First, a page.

2.18 The starting point for tackling corruption, poor governance and tax non-compliance in the extractives sector is transparency. PWYP calls for companies to "publish what you pay" and for governments to "publish what you earn". Citizens, civil society, investors and developing country governments (including regional and local governments) need detailed reliable financial information from companies on their payments to governments. This will enable stakeholders to hold their own governments – as well as the companies – to account. The data needs to be comparable between countries and companies and sufficient so that stakeholders can verify that the amount of tax paid is correct.

2.19 In Zambia, good revenue governance can help generate substantial sums from mineral resources for economic growth and poverty reduction. The duration of mining the known copper deposits at current throughput is estimated as less than 50 years. It is therefore essential for Zambia to maximise revenue now, because production costs will rise and profits will decline. Mining taxes in Zambia should be set and applied at significantly higher rates and achieve much higher revenue targets.

2.20 Transparency and accountability reduce corruption, conflict and costs of capital for developing countries, encourage foreign direct investment, favour the best companies and deter less scrupulous competitors. Aid budgets will go much further if developing countries better manage their resource revenues.

2.21 Independent, free and strong civil society organisations have a crucial role in monitoring companies and all levels of government to help translate transparency into accountability.

2.22 The Extractive Industries Transparency Initiative has made progress since 2002 in promoting revenue transparency. [15] It is now implemented in 35 countries, with the US the latest country to join. However, not least because the EITI is voluntary, complementary mandatory reporting for extractive companies is needed worldwide to ensure a level playing field.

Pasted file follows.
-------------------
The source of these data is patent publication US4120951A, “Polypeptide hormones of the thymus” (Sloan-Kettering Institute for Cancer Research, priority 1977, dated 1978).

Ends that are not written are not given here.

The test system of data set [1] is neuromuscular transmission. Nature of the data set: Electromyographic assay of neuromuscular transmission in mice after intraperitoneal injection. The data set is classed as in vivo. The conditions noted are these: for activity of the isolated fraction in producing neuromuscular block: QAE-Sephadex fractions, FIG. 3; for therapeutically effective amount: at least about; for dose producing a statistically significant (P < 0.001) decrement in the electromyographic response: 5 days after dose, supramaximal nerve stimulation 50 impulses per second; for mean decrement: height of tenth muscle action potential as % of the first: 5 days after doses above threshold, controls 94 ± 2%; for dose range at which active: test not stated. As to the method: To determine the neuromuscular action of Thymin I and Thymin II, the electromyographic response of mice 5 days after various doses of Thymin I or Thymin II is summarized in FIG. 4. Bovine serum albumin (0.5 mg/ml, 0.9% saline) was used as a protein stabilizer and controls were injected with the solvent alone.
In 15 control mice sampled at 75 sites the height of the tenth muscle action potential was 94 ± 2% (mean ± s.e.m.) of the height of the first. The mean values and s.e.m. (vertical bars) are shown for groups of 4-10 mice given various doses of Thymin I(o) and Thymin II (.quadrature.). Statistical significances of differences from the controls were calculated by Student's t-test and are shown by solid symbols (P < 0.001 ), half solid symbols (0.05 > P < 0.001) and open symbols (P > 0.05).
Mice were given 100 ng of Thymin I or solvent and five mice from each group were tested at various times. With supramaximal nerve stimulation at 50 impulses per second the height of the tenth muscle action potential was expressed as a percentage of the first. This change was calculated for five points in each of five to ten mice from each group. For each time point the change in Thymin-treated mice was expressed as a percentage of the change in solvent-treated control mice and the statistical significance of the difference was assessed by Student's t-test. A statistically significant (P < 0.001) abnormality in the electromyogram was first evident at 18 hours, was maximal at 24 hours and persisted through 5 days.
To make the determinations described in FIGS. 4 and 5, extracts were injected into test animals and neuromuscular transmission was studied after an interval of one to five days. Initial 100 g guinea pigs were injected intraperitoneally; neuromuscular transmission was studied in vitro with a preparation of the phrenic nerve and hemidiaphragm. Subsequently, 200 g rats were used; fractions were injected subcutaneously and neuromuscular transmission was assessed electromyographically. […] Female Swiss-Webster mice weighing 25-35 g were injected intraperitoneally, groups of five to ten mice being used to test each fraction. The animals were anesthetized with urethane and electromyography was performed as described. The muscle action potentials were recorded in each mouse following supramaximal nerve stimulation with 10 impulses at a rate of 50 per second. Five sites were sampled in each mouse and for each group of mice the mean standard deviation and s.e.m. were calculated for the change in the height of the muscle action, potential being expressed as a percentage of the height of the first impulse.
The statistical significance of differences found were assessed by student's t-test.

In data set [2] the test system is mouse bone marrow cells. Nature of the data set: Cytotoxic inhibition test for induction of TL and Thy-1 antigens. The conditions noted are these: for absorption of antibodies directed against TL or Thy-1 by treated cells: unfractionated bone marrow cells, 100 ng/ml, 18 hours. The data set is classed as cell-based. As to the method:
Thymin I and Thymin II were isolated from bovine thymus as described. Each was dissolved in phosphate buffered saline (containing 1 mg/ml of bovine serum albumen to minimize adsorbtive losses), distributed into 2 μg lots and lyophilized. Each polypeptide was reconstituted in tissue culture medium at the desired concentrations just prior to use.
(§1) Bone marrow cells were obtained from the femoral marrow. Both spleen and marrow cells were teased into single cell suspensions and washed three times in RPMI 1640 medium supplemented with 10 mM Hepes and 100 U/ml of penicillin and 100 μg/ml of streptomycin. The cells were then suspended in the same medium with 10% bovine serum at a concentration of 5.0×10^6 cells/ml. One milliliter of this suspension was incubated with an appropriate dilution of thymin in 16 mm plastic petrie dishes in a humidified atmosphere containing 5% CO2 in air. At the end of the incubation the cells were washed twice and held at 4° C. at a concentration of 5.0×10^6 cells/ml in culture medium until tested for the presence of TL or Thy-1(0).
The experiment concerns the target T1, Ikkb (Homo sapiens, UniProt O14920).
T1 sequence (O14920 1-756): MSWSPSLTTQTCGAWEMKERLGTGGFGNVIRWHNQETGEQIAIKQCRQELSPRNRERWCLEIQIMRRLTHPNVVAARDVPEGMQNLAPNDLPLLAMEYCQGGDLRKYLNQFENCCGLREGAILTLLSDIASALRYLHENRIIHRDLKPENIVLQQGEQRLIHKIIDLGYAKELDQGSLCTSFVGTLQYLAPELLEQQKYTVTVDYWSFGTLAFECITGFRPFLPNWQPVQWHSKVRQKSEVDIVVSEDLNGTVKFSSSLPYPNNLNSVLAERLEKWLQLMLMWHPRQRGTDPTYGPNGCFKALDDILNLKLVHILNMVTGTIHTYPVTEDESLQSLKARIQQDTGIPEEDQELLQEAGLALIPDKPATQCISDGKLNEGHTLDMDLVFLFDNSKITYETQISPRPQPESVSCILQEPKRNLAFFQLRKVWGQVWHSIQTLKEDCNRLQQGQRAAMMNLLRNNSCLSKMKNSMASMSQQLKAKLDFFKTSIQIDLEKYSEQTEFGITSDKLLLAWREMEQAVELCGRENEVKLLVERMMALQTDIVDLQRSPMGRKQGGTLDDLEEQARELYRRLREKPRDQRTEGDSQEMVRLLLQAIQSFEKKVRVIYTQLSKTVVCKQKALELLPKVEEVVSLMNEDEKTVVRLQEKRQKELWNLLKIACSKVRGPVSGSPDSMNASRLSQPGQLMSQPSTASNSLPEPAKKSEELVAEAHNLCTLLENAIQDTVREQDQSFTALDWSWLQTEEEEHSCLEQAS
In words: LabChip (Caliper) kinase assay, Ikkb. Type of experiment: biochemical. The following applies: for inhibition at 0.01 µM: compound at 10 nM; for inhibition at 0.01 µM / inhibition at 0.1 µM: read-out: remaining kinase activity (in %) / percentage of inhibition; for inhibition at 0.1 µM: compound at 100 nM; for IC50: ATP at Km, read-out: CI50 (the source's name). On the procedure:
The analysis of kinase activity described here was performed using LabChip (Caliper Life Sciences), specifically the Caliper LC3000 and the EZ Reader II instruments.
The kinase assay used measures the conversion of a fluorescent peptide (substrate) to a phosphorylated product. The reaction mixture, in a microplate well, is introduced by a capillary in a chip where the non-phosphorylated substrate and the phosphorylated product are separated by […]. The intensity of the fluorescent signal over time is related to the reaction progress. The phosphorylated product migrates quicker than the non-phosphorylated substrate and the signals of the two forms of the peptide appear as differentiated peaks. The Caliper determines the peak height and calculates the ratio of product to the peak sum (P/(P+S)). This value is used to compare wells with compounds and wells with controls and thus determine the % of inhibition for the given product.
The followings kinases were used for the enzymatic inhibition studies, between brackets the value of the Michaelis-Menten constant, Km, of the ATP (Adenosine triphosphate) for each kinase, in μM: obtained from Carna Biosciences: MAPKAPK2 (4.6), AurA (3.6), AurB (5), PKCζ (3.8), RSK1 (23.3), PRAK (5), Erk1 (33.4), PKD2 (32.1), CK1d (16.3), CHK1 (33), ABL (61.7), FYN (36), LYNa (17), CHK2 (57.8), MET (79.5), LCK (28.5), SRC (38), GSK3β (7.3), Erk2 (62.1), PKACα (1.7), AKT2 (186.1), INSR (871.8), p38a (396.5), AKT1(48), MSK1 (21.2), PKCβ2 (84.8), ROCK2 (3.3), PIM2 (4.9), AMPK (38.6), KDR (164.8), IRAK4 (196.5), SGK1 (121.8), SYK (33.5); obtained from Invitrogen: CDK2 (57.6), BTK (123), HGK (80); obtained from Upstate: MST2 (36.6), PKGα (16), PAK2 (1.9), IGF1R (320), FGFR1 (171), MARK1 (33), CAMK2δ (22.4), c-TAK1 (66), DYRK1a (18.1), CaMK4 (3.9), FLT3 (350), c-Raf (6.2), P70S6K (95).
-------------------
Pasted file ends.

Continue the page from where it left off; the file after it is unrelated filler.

2.23 Since 2010 mineral companies have had to disclose country-by-country information on payments to governments when listing on the Hong Kong Stock Exchange. Other examples of companies reporting payments to governments include:

Newmont Mining (Peru, Bolivia and Ghana).

Statoil (Algeria, Angola and Iran).

AngloGold Ashanti (Argentina, Guinea, Namibia, Tanzania).

Anglo American (including Brazil, Chile, South Africa, Peru, Namibia).

Rio Tinto (including Indonesia, Mongolia, South Africa, Namibia, Guinea, Zimbabwe, Cameroon).

ExxonMobil (Chad).

The World Bank’s IFC requires payment reporting and the publication of related contracts as a lending condition.

2.24 Following ground-breaking revenue transparency legislation under Section 1504 of the US Dodd-Frank Act, currently undergoing rule-making by the US SEC, the European Commission has proposed detailed extractive industry reporting requirements in the revised Accounting and Transparency Directives. [16] Effective rules resulting from these proposals will go far in addressing problems noted above, and genuine leadership is needed from EU member states to ensure this.

2.25 The UK Government has expressed positive support for this EU legislation at the highest levels, as have other governments, European Commissioners, parliamentarians, companies, investors, and civil society around the world. [17]